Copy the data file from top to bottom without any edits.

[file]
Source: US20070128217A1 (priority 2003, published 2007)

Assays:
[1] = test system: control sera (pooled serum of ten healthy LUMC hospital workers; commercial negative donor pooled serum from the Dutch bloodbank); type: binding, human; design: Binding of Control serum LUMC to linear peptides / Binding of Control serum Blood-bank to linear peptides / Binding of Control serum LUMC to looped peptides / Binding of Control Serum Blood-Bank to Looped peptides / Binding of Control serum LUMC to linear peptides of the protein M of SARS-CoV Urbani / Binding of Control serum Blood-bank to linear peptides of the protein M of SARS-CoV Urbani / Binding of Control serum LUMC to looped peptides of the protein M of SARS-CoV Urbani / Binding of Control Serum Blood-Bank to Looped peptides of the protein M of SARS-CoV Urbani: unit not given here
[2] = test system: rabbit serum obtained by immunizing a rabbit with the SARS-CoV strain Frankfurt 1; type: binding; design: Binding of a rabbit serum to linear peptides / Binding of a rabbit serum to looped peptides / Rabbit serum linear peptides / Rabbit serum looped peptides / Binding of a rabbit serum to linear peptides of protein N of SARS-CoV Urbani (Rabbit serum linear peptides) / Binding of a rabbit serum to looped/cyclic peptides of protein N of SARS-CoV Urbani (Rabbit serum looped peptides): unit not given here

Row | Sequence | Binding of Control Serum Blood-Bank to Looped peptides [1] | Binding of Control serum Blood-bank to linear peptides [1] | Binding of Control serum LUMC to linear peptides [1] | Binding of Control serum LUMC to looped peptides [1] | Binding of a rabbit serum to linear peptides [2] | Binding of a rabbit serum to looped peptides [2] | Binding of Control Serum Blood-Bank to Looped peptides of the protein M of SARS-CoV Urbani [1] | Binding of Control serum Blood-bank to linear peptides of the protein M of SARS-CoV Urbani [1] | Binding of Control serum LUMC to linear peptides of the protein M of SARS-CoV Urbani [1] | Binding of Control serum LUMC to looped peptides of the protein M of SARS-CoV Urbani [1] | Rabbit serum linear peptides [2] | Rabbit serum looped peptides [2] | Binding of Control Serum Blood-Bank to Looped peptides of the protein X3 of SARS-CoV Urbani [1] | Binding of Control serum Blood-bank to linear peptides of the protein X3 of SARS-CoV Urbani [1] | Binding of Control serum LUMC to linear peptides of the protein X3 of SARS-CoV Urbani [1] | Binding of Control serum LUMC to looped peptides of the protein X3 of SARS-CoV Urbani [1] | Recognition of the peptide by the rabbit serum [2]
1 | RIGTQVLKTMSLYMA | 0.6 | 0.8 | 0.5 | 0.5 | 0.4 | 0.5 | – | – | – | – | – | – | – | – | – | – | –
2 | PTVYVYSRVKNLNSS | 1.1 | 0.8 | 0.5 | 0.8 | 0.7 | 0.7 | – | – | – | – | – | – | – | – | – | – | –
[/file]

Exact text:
Source: US20070128217A1 (priority 2003, published 2007)

Assays:
[1] = test system: control sera (pooled serum of ten healthy LUMC hospital workers; commercial negative donor pooled serum from the Dutch bloodbank); type: binding, human; design: Binding of Control serum LUMC to linear peptides / Binding of Control serum Blood-bank to linear peptides / Binding of Control serum LUMC to looped peptides / Binding of Control Serum Blood-Bank to Looped peptides / Binding of Control serum LUMC to linear peptides of the protein M of SARS-CoV Urbani / Binding of Control serum Blood-bank to linear peptides of the protein M of SARS-CoV Urbani / Binding of Control serum LUMC to looped peptides of the protein M of SARS-CoV Urbani / Binding of Control Serum Blood-Bank to Looped peptides of the protein M of SARS-CoV Urbani: unit not given here
[2] = test system: rabbit serum obtained by immunizing a rabbit with the SARS-CoV strain Frankfurt 1; type: binding; design: Binding of a rabbit serum to linear peptides / Binding of a rabbit serum to looped peptides / Rabbit serum linear peptides / Rabbit serum looped peptides / Binding of a rabbit serum to linear peptides of protein N of SARS-CoV Urbani (Rabbit serum linear peptides) / Binding of a rabbit serum to looped/cyclic peptides of protein N of SARS-CoV Urbani (Rabbit serum looped peptides): unit not given here

Row | Sequence | Binding of Control Serum Blood-Bank to Looped peptides [1] | Binding of Control serum Blood-bank to linear peptides [1] | Binding of Control serum LUMC to linear peptides [1] | Binding of Control serum LUMC to looped peptides [1] | Binding of a rabbit serum to linear peptides [2] | Binding of a rabbit serum to looped peptides [2] | Binding of Control Serum Blood-Bank to Looped peptides of the protein M of SARS-CoV Urbani [1] | Binding of Control serum Blood-bank to linear peptides of the protein M of SARS-CoV Urbani [1] | Binding of Control serum LUMC to linear peptides of the protein M of SARS-CoV Urbani [1] | Binding of Control serum LUMC to looped peptides of the protein M of SARS-CoV Urbani [1] | Rabbit serum linear peptides [2] | Rabbit serum looped peptides [2] | Binding of Control Serum Blood-Bank to Looped peptides of the protein X3 of SARS-CoV Urbani [1] | Binding of Control serum Blood-bank to linear peptides of the protein X3 of SARS-CoV Urbani [1] | Binding of Control serum LUMC to linear peptides of the protein X3 of SARS-CoV Urbani [1] | Binding of Control serum LUMC to looped peptides of the protein X3 of SARS-CoV Urbani [1] | Recognition of the peptide by the rabbit serum [2]
1 | RIGTQVLKTMSLYMA | 0.6 | 0.8 | 0.5 | 0.5 | 0.4 | 0.5 | – | – | – | – | – | – | – | – | – | – | –
2 | PTVYVYSRVKNLNSS | 1.1 | 0.8 | 0.5 | 0.8 | 0.7 | 0.7 | – | – | – | – | – | – | – | – | – | – | –